• Hillary Clinton's campaign is leading the pack of contenders on the Web.

    She's turned the much viewed YouTube hit of the sound of her own halting voice singing the national anthem into a positive by launching a 'Campaign Theme Tune' search. Via YouTube, and jokes at the end:

    "Whatever song you choose, though, I make you this solemn and sacred promise: I won't sing it in public - unless I win."

    She has nine choices up on her site. As well she has a pioneering text messaging campaign.

    I was looking at the Campaign sites and the similarity is striking (Edwards - Hillary - Obama > previous long post with all the sites links). They're also all extremely well done.

    I can only assume they all hired people from the same Dean campaign background?

  • Heather Hopkins reports good news — many more older people are getting online.

    The increase has come from rich and poor alike. The Experian Mosaic groups Twilight Subsistence (pensioners subsisting on meagre incomes) and Grey Perspectives (pensioners enjoying retirement with savings to supplement their pensions) have both increased their online footprint. Internet visits from Twilight subsistence are up 29% over the past two years and visits from Grey Perspectives are up 30%.

    Among the top categories visited by those aged 55+:

    · Search Engines, Adult and Shopping & Classifieds are the favourites, and are consistent with the most visited categories overall.
    · Silver surfers show a particular fondness for Travel and News and Media websites.
    · Money and leisure pursuits are more interesting to silver surfers than other demographic groups.


    Perhaps unsurprising but worth mentioning, comparing the percentage of UK Internet visits by Mosaic Group with the size of each group in the offline population reveals that the wealthiest groups are more active online than their less well-off counterparts.

    In particular:

    · Symbols of Success and Urban Intelligence, which are among the groups most likely to earn a household income in excess of £50,000, are 22% and 31% overrepresented online.
    · The groups Twilight Subsistence and Municipal Dependency, which are among the most likely to earn a household income of less than $7,4999, are 37% and 34% underrepresented online.

Monday, May 21

Mail savages 'Whitehall's jogging blogger'

Barder: 'Whitehall's jogging blogger' [actually one of several]

Sunday's Daily Mail carried a long, malicious attack on civil servant Owen Barder's blog.

Barder works for the Department for International Development.

Tim Worstall has taken the article apart on his blog. The Mail did things like quote from comments as if they were Barder's own words — the article is full of misquotations and falsifications. It's what an Aussie would call a 'beat-up'.

Unfortunately but perhaps not surprising Barder has taken his blog down — his personal site's still there though.

Worstall, who's of the right and opposed to all Barder stands for, nevertheless recognises an injustice and the underlying threat is represents:

I have to admit that I think this piece in the Mail is really rather extraordinary. As above, you can see that it's a mixture of gross distortions, garbled (and wrongly attributed) quotes and in general a hit job.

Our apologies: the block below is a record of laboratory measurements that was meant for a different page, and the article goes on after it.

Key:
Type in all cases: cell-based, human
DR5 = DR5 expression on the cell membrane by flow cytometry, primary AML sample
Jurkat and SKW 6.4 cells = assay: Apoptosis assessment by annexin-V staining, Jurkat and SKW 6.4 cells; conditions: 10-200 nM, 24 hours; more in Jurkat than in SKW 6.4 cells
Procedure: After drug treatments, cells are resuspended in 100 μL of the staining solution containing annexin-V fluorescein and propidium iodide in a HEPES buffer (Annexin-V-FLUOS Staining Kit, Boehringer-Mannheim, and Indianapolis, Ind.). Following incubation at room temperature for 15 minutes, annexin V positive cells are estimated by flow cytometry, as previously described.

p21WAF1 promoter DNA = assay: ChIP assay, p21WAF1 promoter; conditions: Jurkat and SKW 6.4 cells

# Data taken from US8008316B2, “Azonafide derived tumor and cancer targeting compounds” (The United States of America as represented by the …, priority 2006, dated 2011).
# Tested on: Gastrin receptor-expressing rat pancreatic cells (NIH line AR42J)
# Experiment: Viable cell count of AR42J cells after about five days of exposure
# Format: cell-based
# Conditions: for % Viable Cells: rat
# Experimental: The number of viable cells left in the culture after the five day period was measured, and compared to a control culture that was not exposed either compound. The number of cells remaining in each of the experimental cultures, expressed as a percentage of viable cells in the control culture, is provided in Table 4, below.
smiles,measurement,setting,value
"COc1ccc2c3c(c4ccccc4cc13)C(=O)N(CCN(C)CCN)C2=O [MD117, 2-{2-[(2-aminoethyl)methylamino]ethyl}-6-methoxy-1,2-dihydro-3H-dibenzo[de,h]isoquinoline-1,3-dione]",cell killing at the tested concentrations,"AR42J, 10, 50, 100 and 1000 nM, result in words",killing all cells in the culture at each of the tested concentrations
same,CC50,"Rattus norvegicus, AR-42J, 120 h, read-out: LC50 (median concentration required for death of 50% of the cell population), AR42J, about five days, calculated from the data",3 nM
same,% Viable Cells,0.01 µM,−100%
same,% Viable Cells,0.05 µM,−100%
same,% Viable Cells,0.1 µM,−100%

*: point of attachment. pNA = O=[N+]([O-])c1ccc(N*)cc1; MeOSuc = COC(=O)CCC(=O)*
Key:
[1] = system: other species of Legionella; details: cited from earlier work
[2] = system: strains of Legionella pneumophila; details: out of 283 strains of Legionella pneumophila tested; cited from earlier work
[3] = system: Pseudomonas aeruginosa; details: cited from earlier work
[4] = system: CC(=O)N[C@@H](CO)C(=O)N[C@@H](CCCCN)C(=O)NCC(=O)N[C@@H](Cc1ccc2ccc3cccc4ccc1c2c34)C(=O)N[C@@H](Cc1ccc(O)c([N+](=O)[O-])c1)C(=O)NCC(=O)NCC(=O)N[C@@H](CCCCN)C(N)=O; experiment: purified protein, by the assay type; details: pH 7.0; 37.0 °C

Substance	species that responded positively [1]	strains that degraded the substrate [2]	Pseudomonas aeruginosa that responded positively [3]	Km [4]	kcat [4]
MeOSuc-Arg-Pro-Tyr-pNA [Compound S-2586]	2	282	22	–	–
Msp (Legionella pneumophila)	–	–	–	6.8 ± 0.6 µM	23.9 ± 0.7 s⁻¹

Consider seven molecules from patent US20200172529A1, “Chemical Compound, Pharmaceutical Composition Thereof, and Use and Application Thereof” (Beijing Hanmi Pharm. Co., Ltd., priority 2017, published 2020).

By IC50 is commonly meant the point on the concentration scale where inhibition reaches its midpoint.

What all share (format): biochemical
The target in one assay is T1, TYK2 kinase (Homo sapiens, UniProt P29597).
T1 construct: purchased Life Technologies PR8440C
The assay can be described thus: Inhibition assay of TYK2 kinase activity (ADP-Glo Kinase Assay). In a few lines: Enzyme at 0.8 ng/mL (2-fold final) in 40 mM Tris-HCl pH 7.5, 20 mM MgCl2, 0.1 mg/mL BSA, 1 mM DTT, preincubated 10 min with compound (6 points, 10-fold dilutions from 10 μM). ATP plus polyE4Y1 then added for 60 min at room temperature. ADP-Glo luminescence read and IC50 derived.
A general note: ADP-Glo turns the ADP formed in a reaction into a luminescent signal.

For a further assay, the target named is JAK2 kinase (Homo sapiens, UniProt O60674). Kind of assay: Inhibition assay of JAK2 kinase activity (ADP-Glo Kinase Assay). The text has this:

Which is really something that all of us other bloggers might want to start thinking about. If they hound Owen out of his job on the basis of the above farrago and tissue of innuendo and misquotation then that's rather going to be the end of this enjoyable pastime for most of us, isn't it? Anyone writing tens of thousands of words over the years is open to such an assassination of the character.

Traditional here to start quoting Voltaire but the problem with that is that Voltaire never actually said it. I think we all know the Pastor Niemoller quote by now as well, don't we? So I'll just content myself with a small in joke shall I?

I am Spartacus!

Worstall also notes in the comments that although he has posted about this on the Mail's message board - surprise! - those comments have yet to appear.

I hope Barder sues the Mail. I'm sorry to see him bullied into taking his website down — he's done absolutely nothing wrong.

They need warning off. Otherwise anyone blogging, anyone, can see their words misquoted back at them (or words put in their mouth). A good legal decision would clarify the situation.

Same goes for the issue I mentioned before — about Google search of our electronic trails being used in HR.

I think the defining lines are clear, otherwise why would anyone who works also do a blog? (Or post on a Bulletin Board or write to a newspaper). What hasn't happened is clear legal (and political) line drawing, although it is good to see HM Opposition thus far steering clear.

Bottom line: people are allowed a life outside work and a political opinion. That's actually legally codified!

If employers want people to give that up they generally remunerate them very well or there's some other intangible prize.

A few right-wing bloggers (echoing the Mail) have said that his private life and opinion 'brings the civil service into disrepute' (aka, he has no right to a private life). But it has been good to see so many bloggers who would disagree with his opinions defending Barder.

Perhaps in producing such a shoddily researched article, the Mail has done bloggers a backhand favour? Jeremy Gould, another Whitehall blogger, comments that "something has happened". Indeed. Maybe The Mail over-reached.

The Mail makes a big deal of Barder's salary. Given the Mail's evident 'high moral standards' wouldn't it therefore be fair in their moral universe to trawl the electronic utterances of their journalists to see how the two match up?